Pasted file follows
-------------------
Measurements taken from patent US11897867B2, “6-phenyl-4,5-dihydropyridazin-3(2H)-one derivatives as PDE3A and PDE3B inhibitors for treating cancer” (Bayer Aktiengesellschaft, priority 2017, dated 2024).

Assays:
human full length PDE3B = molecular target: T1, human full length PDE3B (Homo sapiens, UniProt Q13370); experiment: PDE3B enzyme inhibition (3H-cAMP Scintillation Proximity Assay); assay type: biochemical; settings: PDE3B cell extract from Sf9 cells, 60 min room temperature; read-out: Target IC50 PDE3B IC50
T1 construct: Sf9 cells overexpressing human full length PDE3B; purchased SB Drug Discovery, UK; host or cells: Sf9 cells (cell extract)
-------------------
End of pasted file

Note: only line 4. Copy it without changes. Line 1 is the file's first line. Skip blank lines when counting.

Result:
T1 construct: Sf9 cells overexpressing human full length PDE3B; purchased SB Drug Discovery, UK; host or cells: Sf9 cells (cell extract)